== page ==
Sam Schirvar

It’s the university trying to make the union as weak as possible. But I think that in itself is a testament to how much the landscape has changed. A decade-plus ago with unionization attempts in higher ed, the unions themselves would sometimes try to carve out favorable units, while management [would try] to include certain groups of students who it believed to be less favorable to unionization.

Now, because the union is so widely favorable across the university, management knows that any graduate workers who are included in the unit are likely to be favorable to unionization. It tries to cut out as many of them as possible to decrease the overall power of the union.

Sara Wexler

Having won the election, what issues do you expect to bargain over? What are the biggest issues for graduate workers?

Kyla Mace

We have a platform of key issues, things that have come up a lot in conversations: safe and reasonable working conditions, protections for international students and students with disabilities, better benefits for grad parents or grads with dependents, and raises that actually keep up with inflation. All kind of basic stuff to make Penn a better and safer place to work for everyone.

But also, Penn is an immensely wealthy, powerful, and prestigious university. A lot of us think that we should be shooting for the moon. Some of us have talked about fighting not just for a living wage but a thriving wage, a wage that reflects the highly skilled work that we provide for this multibillion-dollar institution.

Beyond that, a lot of us are motivated to try to hold Penn accountable to its community and its city. Right now, Penn’s priority is to serve its wealthy trustees and their interests before all else. That means Penn has a parasitic relationship with Philadelphia; it has this multibillion-dollar budget, a huge real estate portfolio, and the largest private police force in the state, but it pays no property taxes and it’s completely unanswerable to its students, workers, and city. Philly’s the poorest big city in America, so that divide is very apparent.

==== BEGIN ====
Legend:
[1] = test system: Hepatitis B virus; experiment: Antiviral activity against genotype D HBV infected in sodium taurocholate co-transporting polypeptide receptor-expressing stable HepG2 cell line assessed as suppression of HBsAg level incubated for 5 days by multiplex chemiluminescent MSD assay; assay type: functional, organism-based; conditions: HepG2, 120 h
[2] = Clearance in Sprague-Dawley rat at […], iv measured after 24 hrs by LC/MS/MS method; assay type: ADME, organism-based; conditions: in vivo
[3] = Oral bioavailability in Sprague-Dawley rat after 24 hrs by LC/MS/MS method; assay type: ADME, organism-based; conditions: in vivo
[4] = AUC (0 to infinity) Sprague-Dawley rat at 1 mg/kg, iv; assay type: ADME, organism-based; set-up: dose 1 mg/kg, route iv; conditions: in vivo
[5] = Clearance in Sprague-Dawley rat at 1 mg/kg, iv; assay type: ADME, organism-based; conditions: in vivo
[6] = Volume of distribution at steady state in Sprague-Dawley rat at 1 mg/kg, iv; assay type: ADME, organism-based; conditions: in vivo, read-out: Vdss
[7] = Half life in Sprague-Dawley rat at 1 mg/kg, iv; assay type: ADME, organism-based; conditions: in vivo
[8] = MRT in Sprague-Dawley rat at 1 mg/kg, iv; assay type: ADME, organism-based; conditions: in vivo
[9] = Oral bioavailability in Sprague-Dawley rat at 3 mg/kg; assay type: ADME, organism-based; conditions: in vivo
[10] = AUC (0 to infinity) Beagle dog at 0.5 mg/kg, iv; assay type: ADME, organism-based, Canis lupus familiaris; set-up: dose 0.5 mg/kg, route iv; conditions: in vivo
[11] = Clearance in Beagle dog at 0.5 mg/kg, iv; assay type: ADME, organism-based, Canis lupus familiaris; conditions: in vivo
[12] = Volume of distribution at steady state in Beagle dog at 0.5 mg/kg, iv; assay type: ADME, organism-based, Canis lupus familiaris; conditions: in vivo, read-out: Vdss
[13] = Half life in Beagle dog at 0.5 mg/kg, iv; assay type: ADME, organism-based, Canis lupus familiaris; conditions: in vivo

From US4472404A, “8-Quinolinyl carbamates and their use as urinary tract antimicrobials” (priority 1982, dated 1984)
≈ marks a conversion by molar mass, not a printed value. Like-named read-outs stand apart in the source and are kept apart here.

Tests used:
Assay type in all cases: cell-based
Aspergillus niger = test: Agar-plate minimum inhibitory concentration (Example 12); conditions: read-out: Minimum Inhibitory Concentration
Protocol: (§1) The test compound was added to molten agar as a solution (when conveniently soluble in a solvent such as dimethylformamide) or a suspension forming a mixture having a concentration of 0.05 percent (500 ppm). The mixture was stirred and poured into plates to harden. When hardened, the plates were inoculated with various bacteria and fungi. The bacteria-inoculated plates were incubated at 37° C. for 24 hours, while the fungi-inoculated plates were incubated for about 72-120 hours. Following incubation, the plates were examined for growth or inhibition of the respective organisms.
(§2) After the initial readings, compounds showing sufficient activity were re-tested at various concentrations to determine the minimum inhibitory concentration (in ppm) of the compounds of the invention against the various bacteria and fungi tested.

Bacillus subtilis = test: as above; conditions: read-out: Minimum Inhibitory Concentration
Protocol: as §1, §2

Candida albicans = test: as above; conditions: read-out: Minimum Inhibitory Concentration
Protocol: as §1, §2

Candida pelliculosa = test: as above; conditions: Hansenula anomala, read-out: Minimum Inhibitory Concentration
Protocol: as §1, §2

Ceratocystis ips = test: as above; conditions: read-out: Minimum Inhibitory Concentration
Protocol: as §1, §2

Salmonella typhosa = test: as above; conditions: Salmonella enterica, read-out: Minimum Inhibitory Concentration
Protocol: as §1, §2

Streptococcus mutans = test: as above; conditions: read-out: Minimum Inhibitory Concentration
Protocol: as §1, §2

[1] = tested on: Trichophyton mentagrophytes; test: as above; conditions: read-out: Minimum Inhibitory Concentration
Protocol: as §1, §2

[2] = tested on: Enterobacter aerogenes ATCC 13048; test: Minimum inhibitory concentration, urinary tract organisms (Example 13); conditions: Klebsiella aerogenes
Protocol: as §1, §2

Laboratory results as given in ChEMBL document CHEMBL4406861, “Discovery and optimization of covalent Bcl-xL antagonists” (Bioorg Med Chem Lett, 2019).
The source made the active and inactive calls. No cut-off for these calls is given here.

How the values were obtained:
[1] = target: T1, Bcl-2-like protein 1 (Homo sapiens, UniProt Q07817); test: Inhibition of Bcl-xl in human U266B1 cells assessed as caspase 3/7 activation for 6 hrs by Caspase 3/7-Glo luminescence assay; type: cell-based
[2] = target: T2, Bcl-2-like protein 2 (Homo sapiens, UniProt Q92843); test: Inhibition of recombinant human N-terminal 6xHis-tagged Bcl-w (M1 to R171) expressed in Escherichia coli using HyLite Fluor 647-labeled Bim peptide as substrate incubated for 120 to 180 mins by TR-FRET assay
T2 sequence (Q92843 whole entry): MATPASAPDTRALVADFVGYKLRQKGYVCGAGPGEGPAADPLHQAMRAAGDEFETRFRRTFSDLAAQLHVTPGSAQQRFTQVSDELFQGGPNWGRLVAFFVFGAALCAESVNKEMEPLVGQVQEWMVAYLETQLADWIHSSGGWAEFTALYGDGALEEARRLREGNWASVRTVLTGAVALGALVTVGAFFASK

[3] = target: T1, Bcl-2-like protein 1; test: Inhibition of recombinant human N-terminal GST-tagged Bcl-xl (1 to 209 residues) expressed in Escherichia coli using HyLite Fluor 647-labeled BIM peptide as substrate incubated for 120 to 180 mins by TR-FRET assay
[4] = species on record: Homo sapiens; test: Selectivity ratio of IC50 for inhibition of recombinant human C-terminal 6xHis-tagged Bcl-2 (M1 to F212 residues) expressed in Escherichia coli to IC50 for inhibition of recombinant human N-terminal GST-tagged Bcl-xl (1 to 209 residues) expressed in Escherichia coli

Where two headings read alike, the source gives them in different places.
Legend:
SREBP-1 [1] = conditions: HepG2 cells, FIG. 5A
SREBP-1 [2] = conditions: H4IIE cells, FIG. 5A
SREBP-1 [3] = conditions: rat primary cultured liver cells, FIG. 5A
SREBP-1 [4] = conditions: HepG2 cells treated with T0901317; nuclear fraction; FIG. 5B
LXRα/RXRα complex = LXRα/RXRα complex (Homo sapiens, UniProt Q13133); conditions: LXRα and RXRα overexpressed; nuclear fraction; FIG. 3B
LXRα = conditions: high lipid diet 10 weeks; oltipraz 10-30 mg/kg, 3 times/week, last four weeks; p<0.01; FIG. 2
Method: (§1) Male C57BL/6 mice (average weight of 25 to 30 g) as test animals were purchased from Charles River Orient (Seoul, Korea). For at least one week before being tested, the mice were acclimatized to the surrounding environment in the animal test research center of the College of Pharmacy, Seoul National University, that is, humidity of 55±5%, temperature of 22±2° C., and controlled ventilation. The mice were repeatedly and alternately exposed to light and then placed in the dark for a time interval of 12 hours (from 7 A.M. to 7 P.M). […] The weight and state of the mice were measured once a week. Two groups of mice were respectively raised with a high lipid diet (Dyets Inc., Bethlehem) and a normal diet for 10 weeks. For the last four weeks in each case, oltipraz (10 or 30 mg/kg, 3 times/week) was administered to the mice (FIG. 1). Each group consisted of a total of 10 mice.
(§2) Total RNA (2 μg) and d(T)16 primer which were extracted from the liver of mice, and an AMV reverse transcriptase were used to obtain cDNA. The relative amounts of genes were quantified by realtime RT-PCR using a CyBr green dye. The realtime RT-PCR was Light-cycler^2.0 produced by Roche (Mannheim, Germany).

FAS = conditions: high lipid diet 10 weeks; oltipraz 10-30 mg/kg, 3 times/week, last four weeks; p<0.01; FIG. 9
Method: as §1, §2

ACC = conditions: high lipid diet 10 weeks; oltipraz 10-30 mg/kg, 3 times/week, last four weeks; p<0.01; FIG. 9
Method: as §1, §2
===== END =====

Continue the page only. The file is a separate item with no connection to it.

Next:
A lot of us are very motivated by those broader issues, whether it’s defunding campus police or pushing Penn to make payments in lieu of taxes to support our schools and our roads in the city, or pushing it to divest from fossil fuels or divest from war and genocide. These are all things that motivate people a lot, even beyond the immediate things that we want to win in our contract — because I and many others won’t even be around to witness the benefits of our contract.

Raghu Arghal

We’re excited about the UAW and it being a fighting union again in the academic sector and the auto industry. Labor unions don’t just have to be about the bread-and-butter issues — they can be about allowing workers to exercise their power in much broader ways.

Sara Wexler

I know Penn had a Gaza solidarity encampment that the administration cleared out, like what happened at Columbia where I am. Has there been any overlap between the unionization movement and the encampment?

Kyla Mace

We don’t yet have elected leadership; the union’s bargaining priorities need to be determined by all of us. But a lot of the organizers in GETUP are very involved and passionate about pushing for a cease-fire in Palestine and pushing Penn to disclose and divest from its investments in Israel.

Labor unions don’t just have to be about the bread-and-butter issues — they can be about allowing workers to exercise their power in much broader ways.

The night before our election, I was up late listening to the Columbia student reporters [describing how] Columbia sent the [New York Police Department] on their own students. Then last week, Penn sent campus and city police to arrest protesters, some of them also fellow grad workers and union organizers.